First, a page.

Trending News

Cybersecurity Agencies Warn of China-linked APT40’s Rapid Exploit Adaptation

Jul 09, 2024NewsroomCyber Espionage / Threat Intelligence

Cybersecurity agencies from Australia, Canada, Germany, Japan, New Zealand, South Korea, the U.K., and the U.S. have released a joint advisory about a China-linked cyber espionage group called APT40, warning about its ability to co-opt exploits for newly disclosed security flaws within hours or days of public release.

“APT40 has previously targeted organizations in various countries, including Australia and the United States,” the agencies said. “Notably, APT40 possesses the ability to quickly transform and adapt vulnerability proofs-of-concept (PoCs) for targeting, reconnaissance, and exploitation operations.”

The adversarial collective, also known as Bronze Mohawk, Gingham Typhoon (formerly Gadolinium), ISLANDDREAMS, Kryptonite Panda, Leviathan, Red Ladon, TA423, and TEMP.Periscope, is known to be active since at least 2011, carrying out cyber attacks targeting entities in the Asia-Pacific region. It’s assessed to be based in Haikou.


In July 2021, the U.S. and its allies officially attributed the group as affiliated with China’s Ministry of State Security (MSS), indicting several members of the hacking crew for orchestrating a multiyear campaign aimed at different sectors to facilitate the theft of trade secrets, intellectual property, and high-value information.

Over the past few years, APT40 has been linked to intrusion waves delivering the ScanBox reconnaissance framework as well as the exploitation of a security flaw in WinRAR (CVE-2023-38831, CVSS score: 7.8) as part of a phishing campaign targeting Papua New Guinea to deliver a backdoor dubbed BOXRAT.

Then earlier this March, the New Zealand government implicated the threat actor to the compromise of the Parliamentary Counsel Office and the Parliamentary Service in 2021.

China-linked APT40

“APT40 identifies new exploits within widely used public software such as Log4j, Atlassian Confluence, and Microsoft Exchange to target the infrastructure of the associated vulnerability,” the authoring agencies said.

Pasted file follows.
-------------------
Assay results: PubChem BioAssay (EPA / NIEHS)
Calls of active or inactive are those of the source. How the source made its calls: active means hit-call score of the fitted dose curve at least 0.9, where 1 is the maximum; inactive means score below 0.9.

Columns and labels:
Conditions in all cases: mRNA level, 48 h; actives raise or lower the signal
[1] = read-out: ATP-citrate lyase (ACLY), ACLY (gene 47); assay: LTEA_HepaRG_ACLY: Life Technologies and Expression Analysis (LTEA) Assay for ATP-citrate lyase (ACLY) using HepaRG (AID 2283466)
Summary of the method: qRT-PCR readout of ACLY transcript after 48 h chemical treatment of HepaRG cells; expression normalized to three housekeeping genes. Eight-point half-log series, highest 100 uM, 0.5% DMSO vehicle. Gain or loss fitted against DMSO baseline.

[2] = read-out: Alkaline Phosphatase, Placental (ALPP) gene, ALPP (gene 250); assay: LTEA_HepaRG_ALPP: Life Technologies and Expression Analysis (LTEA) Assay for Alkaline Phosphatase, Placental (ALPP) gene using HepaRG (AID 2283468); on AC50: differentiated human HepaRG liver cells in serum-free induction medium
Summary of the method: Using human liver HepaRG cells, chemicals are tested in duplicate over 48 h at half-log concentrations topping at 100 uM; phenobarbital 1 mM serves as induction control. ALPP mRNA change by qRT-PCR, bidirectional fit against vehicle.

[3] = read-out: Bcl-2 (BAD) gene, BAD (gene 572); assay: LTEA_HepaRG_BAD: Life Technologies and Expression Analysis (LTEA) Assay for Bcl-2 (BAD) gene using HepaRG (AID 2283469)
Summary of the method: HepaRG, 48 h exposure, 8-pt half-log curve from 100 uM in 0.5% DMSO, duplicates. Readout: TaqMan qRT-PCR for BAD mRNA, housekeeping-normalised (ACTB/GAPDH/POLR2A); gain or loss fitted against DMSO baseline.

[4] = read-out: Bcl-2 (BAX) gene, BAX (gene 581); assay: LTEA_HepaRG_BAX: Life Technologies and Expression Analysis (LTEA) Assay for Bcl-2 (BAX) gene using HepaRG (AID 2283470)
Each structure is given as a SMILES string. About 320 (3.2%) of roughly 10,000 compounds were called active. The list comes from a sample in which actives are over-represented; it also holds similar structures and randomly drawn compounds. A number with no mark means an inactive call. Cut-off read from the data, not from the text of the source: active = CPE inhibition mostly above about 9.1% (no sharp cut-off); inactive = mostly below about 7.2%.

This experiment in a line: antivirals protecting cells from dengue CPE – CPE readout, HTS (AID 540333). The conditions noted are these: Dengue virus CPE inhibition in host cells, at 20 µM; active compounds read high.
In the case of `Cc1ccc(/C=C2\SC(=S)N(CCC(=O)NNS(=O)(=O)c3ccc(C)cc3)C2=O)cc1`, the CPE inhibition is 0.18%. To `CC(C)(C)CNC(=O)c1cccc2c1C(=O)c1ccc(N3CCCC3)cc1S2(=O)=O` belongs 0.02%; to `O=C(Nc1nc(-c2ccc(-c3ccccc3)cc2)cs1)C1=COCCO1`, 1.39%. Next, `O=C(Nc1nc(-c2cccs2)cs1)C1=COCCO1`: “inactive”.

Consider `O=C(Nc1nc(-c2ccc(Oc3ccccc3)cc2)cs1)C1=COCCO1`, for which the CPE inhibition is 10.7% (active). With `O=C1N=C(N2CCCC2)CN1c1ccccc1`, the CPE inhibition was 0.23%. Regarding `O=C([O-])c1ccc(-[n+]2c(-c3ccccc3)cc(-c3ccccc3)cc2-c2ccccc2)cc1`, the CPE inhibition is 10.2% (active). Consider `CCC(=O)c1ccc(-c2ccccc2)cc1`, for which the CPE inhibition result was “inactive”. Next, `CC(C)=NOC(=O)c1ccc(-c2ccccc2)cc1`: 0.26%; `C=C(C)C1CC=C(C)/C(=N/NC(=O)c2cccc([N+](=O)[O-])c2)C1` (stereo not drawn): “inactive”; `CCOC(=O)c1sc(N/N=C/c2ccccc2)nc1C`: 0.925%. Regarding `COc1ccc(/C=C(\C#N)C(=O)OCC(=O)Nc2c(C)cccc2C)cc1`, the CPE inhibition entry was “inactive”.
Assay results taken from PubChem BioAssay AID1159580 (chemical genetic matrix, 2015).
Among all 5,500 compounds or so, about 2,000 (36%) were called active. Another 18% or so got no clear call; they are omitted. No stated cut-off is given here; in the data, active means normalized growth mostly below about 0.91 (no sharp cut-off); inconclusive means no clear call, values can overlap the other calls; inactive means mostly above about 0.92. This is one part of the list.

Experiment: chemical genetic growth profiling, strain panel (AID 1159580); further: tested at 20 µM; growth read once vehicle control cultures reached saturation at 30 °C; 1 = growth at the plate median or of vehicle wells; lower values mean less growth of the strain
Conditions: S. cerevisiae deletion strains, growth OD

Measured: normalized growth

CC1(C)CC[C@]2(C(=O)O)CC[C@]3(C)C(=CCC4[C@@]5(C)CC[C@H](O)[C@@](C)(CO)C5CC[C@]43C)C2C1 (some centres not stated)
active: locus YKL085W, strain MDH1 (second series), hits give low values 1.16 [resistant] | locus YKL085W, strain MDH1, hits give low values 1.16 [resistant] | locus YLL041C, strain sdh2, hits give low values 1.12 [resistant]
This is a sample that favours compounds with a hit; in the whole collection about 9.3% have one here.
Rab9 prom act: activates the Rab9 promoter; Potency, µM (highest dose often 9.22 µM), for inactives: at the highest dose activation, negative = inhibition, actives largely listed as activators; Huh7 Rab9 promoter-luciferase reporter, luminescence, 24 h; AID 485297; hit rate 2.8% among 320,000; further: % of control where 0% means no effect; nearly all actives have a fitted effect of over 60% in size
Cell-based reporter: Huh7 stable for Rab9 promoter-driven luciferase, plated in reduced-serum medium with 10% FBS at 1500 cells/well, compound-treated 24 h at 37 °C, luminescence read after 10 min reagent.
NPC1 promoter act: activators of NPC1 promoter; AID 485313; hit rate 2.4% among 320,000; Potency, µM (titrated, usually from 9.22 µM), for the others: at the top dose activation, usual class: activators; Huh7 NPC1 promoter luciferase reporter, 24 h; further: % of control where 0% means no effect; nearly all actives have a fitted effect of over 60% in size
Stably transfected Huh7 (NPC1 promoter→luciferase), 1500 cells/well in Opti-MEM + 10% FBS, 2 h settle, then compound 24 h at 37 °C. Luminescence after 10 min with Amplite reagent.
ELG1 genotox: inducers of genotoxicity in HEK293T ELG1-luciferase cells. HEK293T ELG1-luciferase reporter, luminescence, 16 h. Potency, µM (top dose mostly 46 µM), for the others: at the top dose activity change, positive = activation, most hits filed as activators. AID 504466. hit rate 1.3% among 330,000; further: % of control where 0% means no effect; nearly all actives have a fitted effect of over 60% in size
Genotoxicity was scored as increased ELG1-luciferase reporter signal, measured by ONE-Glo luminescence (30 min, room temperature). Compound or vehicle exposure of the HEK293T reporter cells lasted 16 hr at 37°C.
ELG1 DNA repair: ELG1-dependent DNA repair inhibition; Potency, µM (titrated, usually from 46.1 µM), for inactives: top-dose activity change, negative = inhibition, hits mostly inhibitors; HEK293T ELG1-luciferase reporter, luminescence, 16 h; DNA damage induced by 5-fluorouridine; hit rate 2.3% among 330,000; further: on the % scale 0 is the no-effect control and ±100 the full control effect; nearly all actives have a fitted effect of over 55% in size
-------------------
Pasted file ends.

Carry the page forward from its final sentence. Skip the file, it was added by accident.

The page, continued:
“APT40 regularly conducts reconnaissance against networks of interest, including networks in the authoring agencies’ countries, looking for opportunities to compromise its targets. This regular reconnaissance postures the group to identify vulnerable, end-of-life or no longer maintained devices on networks of interest, and to rapidly deploy exploits.”

Notable among the tradecraft employed by the state-sponsored hacking crew is the deployment of web shells to establish persistence and maintain access to the victim’s environment, as well as its use of Australian websites for command-and-control (C2) purposes.


It has also been observed incorporating out-of-date or unpatched devices, including small-office/home-office (SOHO) routers, as part of its attack infrastructure in an attempt to reroute malicious traffic and evade detection, an operational style that is akin to that used by other China-based groups like Volt Typhoon.

According to Google-owned Mandiant, this is part of a broader transition in cyber espionage activity originating from China that aims to put stealth front and center by increasingly weaponizing network edge devices, operational relay box (ORB) networks, and living-off-the-land (LotL) techniques to fly under the radar.

Attack chains further involve carrying out reconnaissance, privilege escalation, and lateral movement activities using the remote desktop protocol (RDP) to steal credentials and exfiltrate information of interest.

To mitigate the risks posed by such threats, organizations are recommended to maintain adequate logging mechanisms, enforce multi-factor authentication (MFA), implement a robust patch management system, replace end-of-life equipment, disable unused services, ports, and protocols, and segment networks to prevent access to sensitive data.

Found this article interesting? Follow us on Twitter and LinkedIn to read more exclusive content we post.

Source link

Related Articles

Leave a Reply

Back to top button

Adblock Detected

You Have Adblocker Continue anyway